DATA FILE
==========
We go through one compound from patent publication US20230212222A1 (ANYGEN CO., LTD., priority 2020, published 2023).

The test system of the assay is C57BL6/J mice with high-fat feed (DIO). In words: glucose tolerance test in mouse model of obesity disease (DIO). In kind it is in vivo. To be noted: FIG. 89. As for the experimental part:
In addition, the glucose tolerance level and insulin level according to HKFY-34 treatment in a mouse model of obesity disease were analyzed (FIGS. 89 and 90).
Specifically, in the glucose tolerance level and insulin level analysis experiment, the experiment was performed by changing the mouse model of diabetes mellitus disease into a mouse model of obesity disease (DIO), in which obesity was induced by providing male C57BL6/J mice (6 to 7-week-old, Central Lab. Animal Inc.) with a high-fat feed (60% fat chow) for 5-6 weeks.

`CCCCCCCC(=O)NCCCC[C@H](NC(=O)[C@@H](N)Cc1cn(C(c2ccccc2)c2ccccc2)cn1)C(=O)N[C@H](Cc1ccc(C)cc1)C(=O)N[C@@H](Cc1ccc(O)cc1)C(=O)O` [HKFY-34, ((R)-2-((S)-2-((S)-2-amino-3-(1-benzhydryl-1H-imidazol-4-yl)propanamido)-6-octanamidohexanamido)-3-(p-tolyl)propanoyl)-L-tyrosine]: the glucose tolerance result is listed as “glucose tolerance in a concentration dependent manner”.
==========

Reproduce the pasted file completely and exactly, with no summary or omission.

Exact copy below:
We go through one compound from patent publication US20230212222A1 (ANYGEN CO., LTD., priority 2020, published 2023).

The test system of the assay is C57BL6/J mice with high-fat feed (DIO). In words: glucose tolerance test in mouse model of obesity disease (DIO). In kind it is in vivo. To be noted: FIG. 89. As for the experimental part:
In addition, the glucose tolerance level and insulin level according to HKFY-34 treatment in a mouse model of obesity disease were analyzed (FIGS. 89 and 90).
Specifically, in the glucose tolerance level and insulin level analysis experiment, the experiment was performed by changing the mouse model of diabetes mellitus disease into a mouse model of obesity disease (DIO), in which obesity was induced by providing male C57BL6/J mice (6 to 7-week-old, Central Lab. Animal Inc.) with a high-fat feed (60% fat chow) for 5-6 weeks.

`CCCCCCCC(=O)NCCCC[C@H](NC(=O)[C@@H](N)Cc1cn(C(c2ccccc2)c2ccccc2)cn1)C(=O)N[C@H](Cc1ccc(C)cc1)C(=O)N[C@@H](Cc1ccc(O)cc1)C(=O)O` [HKFY-34, ((R)-2-((S)-2-((S)-2-amino-3-(1-benzhydryl-1H-imidazol-4-yl)propanamido)-6-octanamidohexanamido)-3-(p-tolyl)propanoyl)-L-tyrosine]: the glucose tolerance result is listed as “glucose tolerance in a concentration dependent manner”.